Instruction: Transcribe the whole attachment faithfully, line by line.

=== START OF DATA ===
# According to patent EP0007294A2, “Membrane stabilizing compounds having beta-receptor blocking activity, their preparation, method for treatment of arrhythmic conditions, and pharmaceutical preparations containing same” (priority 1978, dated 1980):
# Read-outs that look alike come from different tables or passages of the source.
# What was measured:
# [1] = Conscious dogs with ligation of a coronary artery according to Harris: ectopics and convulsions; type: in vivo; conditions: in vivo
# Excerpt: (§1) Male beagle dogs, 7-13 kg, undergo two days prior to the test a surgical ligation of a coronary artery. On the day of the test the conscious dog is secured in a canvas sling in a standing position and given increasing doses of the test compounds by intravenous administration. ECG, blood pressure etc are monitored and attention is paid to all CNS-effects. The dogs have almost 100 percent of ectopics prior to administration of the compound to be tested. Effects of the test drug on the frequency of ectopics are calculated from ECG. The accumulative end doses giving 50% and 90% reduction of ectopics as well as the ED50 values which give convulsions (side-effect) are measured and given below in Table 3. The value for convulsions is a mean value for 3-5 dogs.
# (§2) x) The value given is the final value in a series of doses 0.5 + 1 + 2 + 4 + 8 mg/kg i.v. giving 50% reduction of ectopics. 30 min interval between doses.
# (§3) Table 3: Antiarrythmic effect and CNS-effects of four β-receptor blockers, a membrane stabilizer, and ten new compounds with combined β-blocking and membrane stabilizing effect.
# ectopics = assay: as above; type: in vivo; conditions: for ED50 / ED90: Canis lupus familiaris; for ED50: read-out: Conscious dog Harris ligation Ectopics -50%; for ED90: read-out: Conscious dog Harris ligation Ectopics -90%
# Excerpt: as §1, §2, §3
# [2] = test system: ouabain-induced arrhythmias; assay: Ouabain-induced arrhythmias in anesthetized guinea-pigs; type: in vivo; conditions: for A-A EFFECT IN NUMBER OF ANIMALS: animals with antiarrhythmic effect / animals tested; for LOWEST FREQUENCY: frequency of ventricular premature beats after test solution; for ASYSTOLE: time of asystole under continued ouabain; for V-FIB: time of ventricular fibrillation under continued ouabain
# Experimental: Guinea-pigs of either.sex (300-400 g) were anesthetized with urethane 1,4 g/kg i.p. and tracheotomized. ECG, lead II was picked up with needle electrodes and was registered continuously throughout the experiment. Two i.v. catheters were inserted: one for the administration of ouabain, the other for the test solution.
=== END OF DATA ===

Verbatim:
# According to patent EP0007294A2, “Membrane stabilizing compounds having beta-receptor blocking activity, their preparation, method for treatment of arrhythmic conditions, and pharmaceutical preparations containing same” (priority 1978, dated 1980):
# Read-outs that look alike come from different tables or passages of the source.
# What was measured:
# [1] = Conscious dogs with ligation of a coronary artery according to Harris: ectopics and convulsions; type: in vivo; conditions: in vivo
# Excerpt: (§1) Male beagle dogs, 7-13 kg, undergo two days prior to the test a surgical ligation of a coronary artery. On the day of the test the conscious dog is secured in a canvas sling in a standing position and given increasing doses of the test compounds by intravenous administration. ECG, blood pressure etc are monitored and attention is paid to all CNS-effects. The dogs have almost 100 percent of ectopics prior to administration of the compound to be tested. Effects of the test drug on the frequency of ectopics are calculated from ECG. The accumulative end doses giving 50% and 90% reduction of ectopics as well as the ED50 values which give convulsions (side-effect) are measured and given below in Table 3. The value for convulsions is a mean value for 3-5 dogs.
# (§2) x) The value given is the final value in a series of doses 0.5 + 1 + 2 + 4 + 8 mg/kg i.v. giving 50% reduction of ectopics. 30 min interval between doses.
# (§3) Table 3: Antiarrythmic effect and CNS-effects of four β-receptor blockers, a membrane stabilizer, and ten new compounds with combined β-blocking and membrane stabilizing effect.
# ectopics = assay: as above; type: in vivo; conditions: for ED50 / ED90: Canis lupus familiaris; for ED50: read-out: Conscious dog Harris ligation Ectopics -50%; for ED90: read-out: Conscious dog Harris ligation Ectopics -90%
# Excerpt: as §1, §2, §3
# [2] = test system: ouabain-induced arrhythmias; assay: Ouabain-induced arrhythmias in anesthetized guinea-pigs; type: in vivo; conditions: for A-A EFFECT IN NUMBER OF ANIMALS: animals with antiarrhythmic effect / animals tested; for LOWEST FREQUENCY: frequency of ventricular premature beats after test solution; for ASYSTOLE: time of asystole under continued ouabain; for V-FIB: time of ventricular fibrillation under continued ouabain
# Experimental: Guinea-pigs of either.sex (300-400 g) were anesthetized with urethane 1,4 g/kg i.p. and tracheotomized. ECG, lead II was picked up with needle electrodes and was registered continuously throughout the experiment. Two i.v. catheters were inserted: one for the administration of ouabain, the other for the test solution.